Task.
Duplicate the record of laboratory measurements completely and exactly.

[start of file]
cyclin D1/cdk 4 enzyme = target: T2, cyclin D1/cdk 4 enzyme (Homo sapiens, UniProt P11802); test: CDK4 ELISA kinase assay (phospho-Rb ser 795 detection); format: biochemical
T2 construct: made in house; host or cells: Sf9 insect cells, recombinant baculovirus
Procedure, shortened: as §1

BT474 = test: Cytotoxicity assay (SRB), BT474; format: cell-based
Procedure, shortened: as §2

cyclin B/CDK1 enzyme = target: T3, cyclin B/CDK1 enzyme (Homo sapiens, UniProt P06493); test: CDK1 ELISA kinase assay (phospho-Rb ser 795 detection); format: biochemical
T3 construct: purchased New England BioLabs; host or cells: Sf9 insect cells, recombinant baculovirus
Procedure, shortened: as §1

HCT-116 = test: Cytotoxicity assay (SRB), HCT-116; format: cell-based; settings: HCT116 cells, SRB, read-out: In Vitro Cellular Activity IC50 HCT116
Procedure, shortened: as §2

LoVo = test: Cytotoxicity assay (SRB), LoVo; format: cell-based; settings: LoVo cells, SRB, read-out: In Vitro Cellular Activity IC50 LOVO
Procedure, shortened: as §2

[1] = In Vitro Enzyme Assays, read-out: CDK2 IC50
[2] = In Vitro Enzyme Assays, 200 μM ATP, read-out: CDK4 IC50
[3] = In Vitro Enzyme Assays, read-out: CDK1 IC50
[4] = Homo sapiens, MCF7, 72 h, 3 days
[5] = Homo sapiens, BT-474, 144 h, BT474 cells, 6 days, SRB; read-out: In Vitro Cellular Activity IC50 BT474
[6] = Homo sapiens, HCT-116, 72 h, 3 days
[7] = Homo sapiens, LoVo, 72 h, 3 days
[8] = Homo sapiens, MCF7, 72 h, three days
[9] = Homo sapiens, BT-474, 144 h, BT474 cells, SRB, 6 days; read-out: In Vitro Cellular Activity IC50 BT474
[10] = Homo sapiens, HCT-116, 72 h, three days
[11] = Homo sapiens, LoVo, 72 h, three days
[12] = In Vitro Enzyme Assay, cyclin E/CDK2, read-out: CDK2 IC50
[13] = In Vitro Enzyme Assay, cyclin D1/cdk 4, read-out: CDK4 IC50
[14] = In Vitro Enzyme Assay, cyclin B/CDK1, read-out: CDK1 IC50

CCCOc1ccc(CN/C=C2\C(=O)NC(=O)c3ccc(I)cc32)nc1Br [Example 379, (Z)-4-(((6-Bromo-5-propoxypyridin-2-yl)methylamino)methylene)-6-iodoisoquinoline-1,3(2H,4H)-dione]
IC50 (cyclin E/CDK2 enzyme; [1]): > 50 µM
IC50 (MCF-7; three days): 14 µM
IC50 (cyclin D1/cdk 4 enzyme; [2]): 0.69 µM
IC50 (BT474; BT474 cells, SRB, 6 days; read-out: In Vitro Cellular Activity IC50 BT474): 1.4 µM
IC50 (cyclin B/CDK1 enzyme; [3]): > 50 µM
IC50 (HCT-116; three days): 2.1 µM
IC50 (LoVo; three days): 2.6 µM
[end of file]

cyclin D1/cdk 4 enzyme = target: T2, cyclin D1/cdk 4 enzyme (Homo sapiens, UniProt P11802); test: CDK4 ELISA kinase assay (phospho-Rb ser 795 detection); format: biochemical
T2 construct: made in house; host or cells: Sf9 insect cells, recombinant baculovirus
Procedure, shortened: as §1

BT474 = test: Cytotoxicity assay (SRB), BT474; format: cell-based
Procedure, shortened: as §2

cyclin B/CDK1 enzyme = target: T3, cyclin B/CDK1 enzyme (Homo sapiens, UniProt P06493); test: CDK1 ELISA kinase assay (phospho-Rb ser 795 detection); format: biochemical
T3 construct: purchased New England BioLabs; host or cells: Sf9 insect cells, recombinant baculovirus
Procedure, shortened: as §1

HCT-116 = test: Cytotoxicity assay (SRB), HCT-116; format: cell-based; settings: HCT116 cells, SRB, read-out: In Vitro Cellular Activity IC50 HCT116
Procedure, shortened: as §2

LoVo = test: Cytotoxicity assay (SRB), LoVo; format: cell-based; settings: LoVo cells, SRB, read-out: In Vitro Cellular Activity IC50 LOVO
Procedure, shortened: as §2

[1] = In Vitro Enzyme Assays, read-out: CDK2 IC50
[2] = In Vitro Enzyme Assays, 200 μM ATP, read-out: CDK4 IC50
[3] = In Vitro Enzyme Assays, read-out: CDK1 IC50
[4] = Homo sapiens, MCF7, 72 h, 3 days
[5] = Homo sapiens, BT-474, 144 h, BT474 cells, 6 days, SRB; read-out: In Vitro Cellular Activity IC50 BT474
[6] = Homo sapiens, HCT-116, 72 h, 3 days
[7] = Homo sapiens, LoVo, 72 h, 3 days
[8] = Homo sapiens, MCF7, 72 h, three days
[9] = Homo sapiens, BT-474, 144 h, BT474 cells, SRB, 6 days; read-out: In Vitro Cellular Activity IC50 BT474
[10] = Homo sapiens, HCT-116, 72 h, three days
[11] = Homo sapiens, LoVo, 72 h, three days
[12] = In Vitro Enzyme Assay, cyclin E/CDK2, read-out: CDK2 IC50
[13] = In Vitro Enzyme Assay, cyclin D1/cdk 4, read-out: CDK4 IC50
[14] = In Vitro Enzyme Assay, cyclin B/CDK1, read-out: CDK1 IC50

CCCOc1ccc(CN/C=C2\C(=O)NC(=O)c3ccc(I)cc32)nc1Br [Example 379, (Z)-4-(((6-Bromo-5-propoxypyridin-2-yl)methylamino)methylene)-6-iodoisoquinoline-1,3(2H,4H)-dione]
IC50 (cyclin E/CDK2 enzyme; [1]): > 50 µM
IC50 (MCF-7; three days): 14 µM
IC50 (cyclin D1/cdk 4 enzyme; [2]): 0.69 µM
IC50 (BT474; BT474 cells, SRB, 6 days; read-out: In Vitro Cellular Activity IC50 BT474): 1.4 µM
IC50 (cyclin B/CDK1 enzyme; [3]): > 50 µM
IC50 (HCT-116; three days): 2.1 µM
IC50 (LoVo; three days): 2.6 µM